DAMASCUS - Iyad Samaraii, a senior commander in the Iraqi Accordance Front, was
voted speaker of the Iraqi parliament on Sunday. The post, allocated to the
Sunnis in the division of power that was effected after 2003, has been vacant
since Mahmud Mashadani stepped down last December.
Theoretically, Samaraii now shares power with the Shi'ite Prime Minister Nuri
al-Maliki and the Kurdish President Jalal Talabani. In reality, due to
deliberate marginalization of Iraqi Sunnis since 2003, the post of speaker has
been nothing but ceremonial.
Samaraii's Accordance Front, the largest Sunni bloc in parliament, holds 44
seats while the Iran-backed United Iraqi Alliance (UIA) has 128. Samaraii won
with 153 votes - meaning he
was able to win the votes of other Sunni blocs and smaller Shi'ite ones - while
his opponent Mustapha al-Hitti (representing the National Dialogue Front, which
holds 11 seats) got only 34 votes. Forty-five of the 275 deputies submitted
Depending on who one asks in Iraq, there are different views of the new
speaker. By all accounts, he is a conservative man, inclined towards radical
political Islam. Born in an old Sunni neighborhood in 1946, he studied
mechanical engineering at Baghdad University and became involved in the Islamic
underground in the 1960s, working against then-president Ahmad Hasan al-Baker.
He worked in the civil service in the 1970s and fled Iraq in 1980, to openly
rebel against the Iraqi president. His first destination was Jordan, then Great
Britain, where he rose to fame as a loud opponent and member of the Iraqi
Islamic Party, which was born out of the Egyptian Muslim Brotherhood.
Arab audiences became more familiar with him in the 1990s, when he appeared on
satellite TV to speak against Saddam Hussein, in preparation for the 2003
invasion. He was appointed to the US-backed Follow-up and Arrangement
Committee, which included current politicians like Ahmad Chalabi, and former
prime minister Iyad Allawi.
Ordinary Iraqis accused all of them of having been on the payroll of the US
Central Intelligence Agency, which explains why in light of Sunni anger at the
post-2003 order, Samaraii distanced himself from staunchly pro-American leaders
and became increasingly critical of the US occupation.
Samaraii is not too fond of either the Americans or the Iranians, preferring an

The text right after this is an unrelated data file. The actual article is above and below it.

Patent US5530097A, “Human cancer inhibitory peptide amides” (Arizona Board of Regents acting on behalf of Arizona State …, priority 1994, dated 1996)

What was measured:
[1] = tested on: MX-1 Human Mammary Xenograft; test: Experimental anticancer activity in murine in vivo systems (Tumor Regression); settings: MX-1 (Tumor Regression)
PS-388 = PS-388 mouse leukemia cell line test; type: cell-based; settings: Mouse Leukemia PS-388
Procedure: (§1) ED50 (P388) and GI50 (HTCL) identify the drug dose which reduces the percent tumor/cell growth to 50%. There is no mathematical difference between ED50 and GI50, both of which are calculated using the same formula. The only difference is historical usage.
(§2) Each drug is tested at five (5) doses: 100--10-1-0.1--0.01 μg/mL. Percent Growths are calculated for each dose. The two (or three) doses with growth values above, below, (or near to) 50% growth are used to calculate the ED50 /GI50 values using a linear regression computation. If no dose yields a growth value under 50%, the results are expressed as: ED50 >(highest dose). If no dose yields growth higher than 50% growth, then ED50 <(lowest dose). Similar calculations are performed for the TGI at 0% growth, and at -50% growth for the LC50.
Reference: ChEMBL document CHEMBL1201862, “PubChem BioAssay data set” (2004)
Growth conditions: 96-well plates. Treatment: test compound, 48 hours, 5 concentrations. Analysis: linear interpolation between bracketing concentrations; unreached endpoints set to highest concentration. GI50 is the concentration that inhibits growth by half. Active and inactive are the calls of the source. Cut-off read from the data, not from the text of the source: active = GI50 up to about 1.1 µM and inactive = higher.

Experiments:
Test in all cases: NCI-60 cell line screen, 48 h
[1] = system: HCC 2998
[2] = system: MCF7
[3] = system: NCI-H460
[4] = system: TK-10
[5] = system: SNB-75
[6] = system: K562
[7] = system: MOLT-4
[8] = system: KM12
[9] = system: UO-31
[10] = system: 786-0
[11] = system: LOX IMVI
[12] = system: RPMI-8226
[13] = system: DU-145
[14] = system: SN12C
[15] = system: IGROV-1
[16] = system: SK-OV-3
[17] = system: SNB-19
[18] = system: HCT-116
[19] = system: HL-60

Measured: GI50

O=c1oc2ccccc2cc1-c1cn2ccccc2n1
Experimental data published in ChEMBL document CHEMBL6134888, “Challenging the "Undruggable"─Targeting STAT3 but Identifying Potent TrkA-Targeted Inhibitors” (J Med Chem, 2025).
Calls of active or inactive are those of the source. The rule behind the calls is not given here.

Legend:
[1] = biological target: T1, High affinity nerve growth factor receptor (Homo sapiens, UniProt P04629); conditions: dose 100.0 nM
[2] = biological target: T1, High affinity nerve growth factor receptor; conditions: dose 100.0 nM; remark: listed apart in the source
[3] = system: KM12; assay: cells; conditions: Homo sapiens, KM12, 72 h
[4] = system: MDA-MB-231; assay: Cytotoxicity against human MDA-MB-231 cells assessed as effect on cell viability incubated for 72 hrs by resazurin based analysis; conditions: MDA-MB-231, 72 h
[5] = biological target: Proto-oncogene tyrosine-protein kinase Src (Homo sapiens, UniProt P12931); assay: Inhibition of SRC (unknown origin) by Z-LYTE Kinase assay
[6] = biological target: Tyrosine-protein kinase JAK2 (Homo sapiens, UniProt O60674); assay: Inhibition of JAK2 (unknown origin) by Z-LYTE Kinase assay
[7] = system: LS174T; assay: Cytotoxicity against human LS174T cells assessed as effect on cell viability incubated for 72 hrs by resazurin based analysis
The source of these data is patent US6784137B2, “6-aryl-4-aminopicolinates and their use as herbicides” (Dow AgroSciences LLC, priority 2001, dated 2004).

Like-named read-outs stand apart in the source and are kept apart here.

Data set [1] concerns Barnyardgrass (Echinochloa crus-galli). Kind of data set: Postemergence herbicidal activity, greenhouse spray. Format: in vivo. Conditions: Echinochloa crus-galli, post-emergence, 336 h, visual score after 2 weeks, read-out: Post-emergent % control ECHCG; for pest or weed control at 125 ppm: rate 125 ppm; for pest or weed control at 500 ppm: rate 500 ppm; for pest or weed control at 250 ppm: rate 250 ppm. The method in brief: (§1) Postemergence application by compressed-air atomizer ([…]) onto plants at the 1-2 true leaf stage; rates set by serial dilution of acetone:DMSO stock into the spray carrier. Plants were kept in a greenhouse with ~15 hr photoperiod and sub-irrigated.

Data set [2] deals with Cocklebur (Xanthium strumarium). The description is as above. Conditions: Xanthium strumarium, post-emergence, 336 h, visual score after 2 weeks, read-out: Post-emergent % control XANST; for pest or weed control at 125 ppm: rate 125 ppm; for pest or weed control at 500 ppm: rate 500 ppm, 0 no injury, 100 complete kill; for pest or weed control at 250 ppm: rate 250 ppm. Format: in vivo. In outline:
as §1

alliance with countries like Jordan, which hosted him for some time in the
1980s, and Saudi Arabia. When younger, he dreamt of establishing a theocracy in
Iraq - dreams that evaporated with wisdom of age, and changing demographics
after the 2003 invasion.
He speaks a language that his constituency wants to hear, calling for a greater
say for Sunnis in the decision-making process, a general amnesty setting
thousands of Sunni activists free, and a clampdown on Shi'ite militias, like
the Badr Brigade and the Mahdi Army.
As secretary general of the Iraqi Islamic Party, which is headed by current
Vice President Tarek Hashemi, he is dismayed by the diminishing role Sunnis
have played since Maliki came to power in 2006 and has always called on the
prime minister to make sweeping changes in the political system - calls that to
date have fallen on deaf ears. Samaraii and his Islamic colleagues, however,
find themselves today in a dilemma.
Although they hated Saddam and worked in the underground to bring him down for
decades, they cannot but stand up in defense of Ba'athists - languishing in
American jails - or standing in the shadow of the hangman's noose. The more
these Ba'athists are persecuted, the more they are admired at a grassroots
level, living up to the old saying: "The enemy of my enemy is my friend." Since
running for parliament in 2005, Samaraii has had to stand as a Sunni
politician, speaking what the Sunni street wants to hear.
Clearly from the 2009 provincial elections, nobody in the Sunni community
wanted leaders who promised to bring a theocracy to Baghdad. They wanted people
who could bring clean waters to their homes, better security, higher salaries
and finer hospitals. All politicians - both Sunni and Shi'ite, with Maliki
included - had to speak a new language during these elections, sounding
increasingly secular in their political programs. Samaraii's rhetoric has
somewhat softened in recent months, but he remains committed to what the Sunnis
want - even if not all their demands are in tune with what he believes.
Reports from Baghdad say that Maliki is not too pleased at the election of
Samaraii, afraid that the Accordance Front was pushing for a no-confidence vote
to bring him down from within parliament.
Apparently, behind-the-scene diplomacy - and force - were used by the prime
minister to drown Samaraii's election since January. Another report says that
although Maliki had indeed tried to wreck Samaraii's candidacy, he nevertheless
said yes - at the final hour - because he reasoned that Samaraii was a man who
he could work with, despite the latter's gross criticism of both Iran and the
Accepting the new speaker will cost Maliki nothing, and might even mend broken
fences between him and the Sunnis. Similar reports coming out of Iraq say that
the prime minister is planning an all-out offensive against the Sunni-packed
Awakening Councils, and needs Sunni cover when doing so, so it won't be seen as
a Sunni-Shi'ite war.
Nothing gives him the umbrella better than the new speaker Samaraii, and his
boss, Vice President Hashemi.